fact unsupported by substantial evidence,” this Court must affirm the ALJ’s decision.
Emard v. Comm’r of Soc. Sec., 953 F.3d 844, 849 (6th Cir. 2020). Thus, the Court “may
not try the case de novo, nor resolve conflicts in evidence, nor decide questions of
“Under the substantial-evidence standard, a court looks to an existing
administrative record and asks whether it contains ‘sufficien[t] evidence’ to support the
agency’s factual determinations.” Biestek v. Berryhill, 139 S. Ct. 1148, 1154 (2019)
(citation omitted). This limited standard of review does not permit the Court to weigh the
evidence and decide whether the preponderance of the evidence supports a different
conclusion. Instead, the Court is confined to determining whether the ALJ’s decision is
supported by substantial evidence, which “means—and means only—‘such relevant
evidence as a reasonable mind might accept as adequate to support a conclusion.’” Id.
The other line of judicial inquiry—reviewing the correctness of the ALJ’s legal
criteria—may result in reversal even when the record contains substantial evidence
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supporting the ALJ’s factual findings. Rabbers v. Comm’r of Soc. Sec., 582 F.3d 647, 651
(6th Cir. 2009). “[E]ven if supported by substantial evidence, ‘a decision of the
Commissioner will not be upheld where the SSA fails to follow its own regulations and
where that error prejudices a claimant on the merits or deprives the claimant of a
substantial right.’” Id. (citations omitted). Such an error of law will require reversal even
if “the outcome on remand is unlikely to be different.” Cardew v. Comm’r of Soc. Sec.,
896 F.3d 742, 746 (6th Cir. 2018) (internal quotations and citations omitted).
The ALJ’s Findings of Fact
The ALJ was tasked with evaluating the evidence related to Plaintiff’s application
for benefits. In doing so, the ALJ considered each of the five sequential steps set forth in
the Social Security Regulations. See 20 C.F.R. § 404.1520. The ALJ made the following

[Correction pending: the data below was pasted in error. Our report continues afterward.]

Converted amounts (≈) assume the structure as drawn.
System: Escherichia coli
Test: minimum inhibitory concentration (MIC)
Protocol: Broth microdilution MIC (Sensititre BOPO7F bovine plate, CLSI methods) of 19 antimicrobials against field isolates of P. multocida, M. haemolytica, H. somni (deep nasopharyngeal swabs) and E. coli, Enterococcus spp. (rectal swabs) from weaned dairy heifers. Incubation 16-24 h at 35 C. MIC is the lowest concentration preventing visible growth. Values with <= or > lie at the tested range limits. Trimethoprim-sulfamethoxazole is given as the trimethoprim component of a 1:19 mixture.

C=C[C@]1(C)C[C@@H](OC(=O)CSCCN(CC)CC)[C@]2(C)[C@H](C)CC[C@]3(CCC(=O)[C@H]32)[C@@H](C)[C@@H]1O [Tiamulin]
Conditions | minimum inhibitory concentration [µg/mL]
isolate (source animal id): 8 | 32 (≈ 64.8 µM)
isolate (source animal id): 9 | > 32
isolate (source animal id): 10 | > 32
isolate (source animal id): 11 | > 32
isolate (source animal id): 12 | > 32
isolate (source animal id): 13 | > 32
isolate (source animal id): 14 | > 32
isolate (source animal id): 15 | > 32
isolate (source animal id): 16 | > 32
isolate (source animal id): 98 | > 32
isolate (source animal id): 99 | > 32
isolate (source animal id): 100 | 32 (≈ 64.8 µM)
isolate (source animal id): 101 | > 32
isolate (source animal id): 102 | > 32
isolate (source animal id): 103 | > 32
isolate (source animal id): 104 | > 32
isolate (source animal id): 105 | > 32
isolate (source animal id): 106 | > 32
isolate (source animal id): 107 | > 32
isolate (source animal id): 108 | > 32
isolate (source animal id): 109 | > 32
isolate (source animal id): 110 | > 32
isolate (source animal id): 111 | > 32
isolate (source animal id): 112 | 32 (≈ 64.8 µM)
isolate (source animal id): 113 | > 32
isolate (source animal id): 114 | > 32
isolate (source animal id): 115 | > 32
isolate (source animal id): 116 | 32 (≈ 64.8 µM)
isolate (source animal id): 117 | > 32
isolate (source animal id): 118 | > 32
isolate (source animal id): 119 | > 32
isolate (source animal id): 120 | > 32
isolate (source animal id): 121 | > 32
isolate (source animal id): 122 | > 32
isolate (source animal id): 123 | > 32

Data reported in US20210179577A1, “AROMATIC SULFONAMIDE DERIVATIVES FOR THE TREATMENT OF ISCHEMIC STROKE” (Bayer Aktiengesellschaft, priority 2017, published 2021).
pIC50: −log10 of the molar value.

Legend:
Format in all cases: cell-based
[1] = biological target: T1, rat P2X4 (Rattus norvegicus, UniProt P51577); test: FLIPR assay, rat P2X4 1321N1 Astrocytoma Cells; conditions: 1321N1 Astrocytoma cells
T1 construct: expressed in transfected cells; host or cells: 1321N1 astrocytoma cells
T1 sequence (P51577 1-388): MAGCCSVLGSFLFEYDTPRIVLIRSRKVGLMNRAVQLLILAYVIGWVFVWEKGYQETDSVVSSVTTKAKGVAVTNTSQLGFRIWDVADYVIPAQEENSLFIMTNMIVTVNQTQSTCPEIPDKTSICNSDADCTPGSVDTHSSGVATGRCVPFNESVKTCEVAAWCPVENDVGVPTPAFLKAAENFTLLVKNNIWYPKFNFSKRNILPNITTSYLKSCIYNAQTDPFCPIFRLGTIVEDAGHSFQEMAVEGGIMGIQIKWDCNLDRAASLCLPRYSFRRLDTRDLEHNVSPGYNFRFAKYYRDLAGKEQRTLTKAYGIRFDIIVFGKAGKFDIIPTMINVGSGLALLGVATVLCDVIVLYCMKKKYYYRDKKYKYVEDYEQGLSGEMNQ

findings of fact:
Plaintiff has not engaged in substantial gainful activity since March
1, 2009, the alleged onset date.
For the purposes of his Disability Insurance Benefits application,
Plaintiff did not have any severe impairments from the alleged onset
date of March 1, 2009, through the date last insured of December 31,
Since the Supplemental Security Income application filing date of
August 9, 2016, Plaintiff has had the severe impairments of chronic
pain syndrome, adjustment disorder, anxiety disorder,
cannabis use disorder, and bipolar disorder.
He does not have an impairment or combination of impairments that
meets or equals the severity of one in the Commissioner’s Listing of
Impairments, 20 C.F.R. Part 404, Subpart P, Appendix 1.
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His residual functional capacity (RFC), or the most he can do despite
his impairments, see Howard v. Comm’r of Soc. Sec., 276 F.3d 235,
239 (6th Cir. 2002), consists of light work as defined in 20 CFR
§ 404.1567(b), subject to the following limitations: “He should not
be required to climb ladders, ropes, or scaffolds. He can occasionally
crouch and crawl. He can frequently climb ramps and stairs. He can
understand, remember, and carry out simple instructions in a routine
work setting. He should engage in no production rate pace or work
in an environment with strict production quotas. He is able to engage
in occasional interaction with coworkers and supervisors, but in an
environment with no over-the-shoulder supervision. He should not
engage in tandem or team work. He should not be required to engage
in interaction with general public, but public contact is okay. He
should have few, if any, changes in work processes or routines. He
can be expected to be off task ten percent (10%) of the workday.”
He is able to perform past relevant work as a kitchen helper.
In the alternative, considering Plaintiff’s age, education, work
experience, and residual functional capacity, there are jobs that exist
in significant numbers in the national economy that he can perform.
(Doc. 9-2, PageID 46-60.) These findings led the ALJ to conclude that Plaintiff does not
meet the definition of disability and so is not entitled to benefits. (Id. at PageID 60.)